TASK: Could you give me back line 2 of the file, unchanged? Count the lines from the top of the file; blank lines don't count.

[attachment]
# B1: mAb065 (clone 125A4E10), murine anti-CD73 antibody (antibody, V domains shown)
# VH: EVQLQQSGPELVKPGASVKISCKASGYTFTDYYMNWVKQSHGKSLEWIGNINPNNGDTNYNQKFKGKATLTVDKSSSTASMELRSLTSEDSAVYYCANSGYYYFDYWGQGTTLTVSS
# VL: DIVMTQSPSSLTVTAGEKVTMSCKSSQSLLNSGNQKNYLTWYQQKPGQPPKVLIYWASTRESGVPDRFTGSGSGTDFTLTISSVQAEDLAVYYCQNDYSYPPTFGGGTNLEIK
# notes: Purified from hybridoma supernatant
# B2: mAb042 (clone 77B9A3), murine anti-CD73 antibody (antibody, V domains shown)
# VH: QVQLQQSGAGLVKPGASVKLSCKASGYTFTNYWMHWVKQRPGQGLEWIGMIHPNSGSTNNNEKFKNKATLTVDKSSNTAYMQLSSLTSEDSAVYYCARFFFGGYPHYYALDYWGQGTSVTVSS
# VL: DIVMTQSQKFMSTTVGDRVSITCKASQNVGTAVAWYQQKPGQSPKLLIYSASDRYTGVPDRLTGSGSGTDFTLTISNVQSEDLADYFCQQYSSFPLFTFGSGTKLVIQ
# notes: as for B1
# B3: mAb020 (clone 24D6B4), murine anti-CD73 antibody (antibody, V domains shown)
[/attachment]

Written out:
# VH: EVQLQQSGPELVKPGASVKISCKASGYTFTDYYMNWVKQSHGKSLEWIGNINPNNGDTNYNQKFKGKATLTVDKSSSTASMELRSLTSEDSAVYYCANSGYYYFDYWGQGTTLTVSS